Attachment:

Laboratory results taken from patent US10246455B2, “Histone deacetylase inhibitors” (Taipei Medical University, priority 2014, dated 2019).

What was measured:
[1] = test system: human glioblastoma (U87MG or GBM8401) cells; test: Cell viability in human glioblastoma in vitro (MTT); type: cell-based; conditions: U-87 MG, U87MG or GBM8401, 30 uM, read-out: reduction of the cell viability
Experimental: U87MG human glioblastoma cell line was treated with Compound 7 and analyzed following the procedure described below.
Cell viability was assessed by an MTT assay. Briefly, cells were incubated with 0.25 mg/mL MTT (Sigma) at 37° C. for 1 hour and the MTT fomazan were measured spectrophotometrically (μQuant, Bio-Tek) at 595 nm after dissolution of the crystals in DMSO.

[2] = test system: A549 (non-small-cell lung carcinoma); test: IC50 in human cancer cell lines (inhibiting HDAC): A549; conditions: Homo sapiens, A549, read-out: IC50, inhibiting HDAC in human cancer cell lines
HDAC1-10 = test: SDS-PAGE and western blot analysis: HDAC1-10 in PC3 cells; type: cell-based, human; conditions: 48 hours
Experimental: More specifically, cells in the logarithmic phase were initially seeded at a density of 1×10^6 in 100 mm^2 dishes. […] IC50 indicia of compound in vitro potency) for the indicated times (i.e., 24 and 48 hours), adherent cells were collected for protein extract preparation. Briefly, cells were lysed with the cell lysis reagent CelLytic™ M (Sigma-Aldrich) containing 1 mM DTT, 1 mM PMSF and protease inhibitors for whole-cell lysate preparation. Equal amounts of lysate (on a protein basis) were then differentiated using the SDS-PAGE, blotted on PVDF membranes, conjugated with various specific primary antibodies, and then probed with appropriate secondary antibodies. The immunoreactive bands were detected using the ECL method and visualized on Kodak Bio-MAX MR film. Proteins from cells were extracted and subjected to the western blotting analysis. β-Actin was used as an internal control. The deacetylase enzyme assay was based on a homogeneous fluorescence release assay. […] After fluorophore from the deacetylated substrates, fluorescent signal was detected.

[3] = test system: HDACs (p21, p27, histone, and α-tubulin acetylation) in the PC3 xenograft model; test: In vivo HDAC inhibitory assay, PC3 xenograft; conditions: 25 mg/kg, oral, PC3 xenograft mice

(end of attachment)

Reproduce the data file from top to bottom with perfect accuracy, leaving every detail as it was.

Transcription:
Laboratory results taken from patent US10246455B2, “Histone deacetylase inhibitors” (Taipei Medical University, priority 2014, dated 2019).

What was measured:
[1] = test system: human glioblastoma (U87MG or GBM8401) cells; test: Cell viability in human glioblastoma in vitro (MTT); type: cell-based; conditions: U-87 MG, U87MG or GBM8401, 30 uM, read-out: reduction of the cell viability
Experimental: U87MG human glioblastoma cell line was treated with Compound 7 and analyzed following the procedure described below.
Cell viability was assessed by an MTT assay. Briefly, cells were incubated with 0.25 mg/mL MTT (Sigma) at 37° C. for 1 hour and the MTT fomazan were measured spectrophotometrically (μQuant, Bio-Tek) at 595 nm after dissolution of the crystals in DMSO.

[2] = test system: A549 (non-small-cell lung carcinoma); test: IC50 in human cancer cell lines (inhibiting HDAC): A549; conditions: Homo sapiens, A549, read-out: IC50, inhibiting HDAC in human cancer cell lines
HDAC1-10 = test: SDS-PAGE and western blot analysis: HDAC1-10 in PC3 cells; type: cell-based, human; conditions: 48 hours
Experimental: More specifically, cells in the logarithmic phase were initially seeded at a density of 1×10^6 in 100 mm^2 dishes. […] IC50 indicia of compound in vitro potency) for the indicated times (i.e., 24 and 48 hours), adherent cells were collected for protein extract preparation. Briefly, cells were lysed with the cell lysis reagent CelLytic™ M (Sigma-Aldrich) containing 1 mM DTT, 1 mM PMSF and protease inhibitors for whole-cell lysate preparation. Equal amounts of lysate (on a protein basis) were then differentiated using the SDS-PAGE, blotted on PVDF membranes, conjugated with various specific primary antibodies, and then probed with appropriate secondary antibodies. The immunoreactive bands were detected using the ECL method and visualized on Kodak Bio-MAX MR film. Proteins from cells were extracted and subjected to the western blotting analysis. β-Actin was used as an internal control. The deacetylase enzyme assay was based on a homogeneous fluorescence release assay. […] After fluorophore from the deacetylated substrates, fluorescent signal was detected.

[3] = test system: HDACs (p21, p27, histone, and α-tubulin acetylation) in the PC3 xenograft model; test: In vivo HDAC inhibitory assay, PC3 xenograft; conditions: 25 mg/kg, oral, PC3 xenograft mice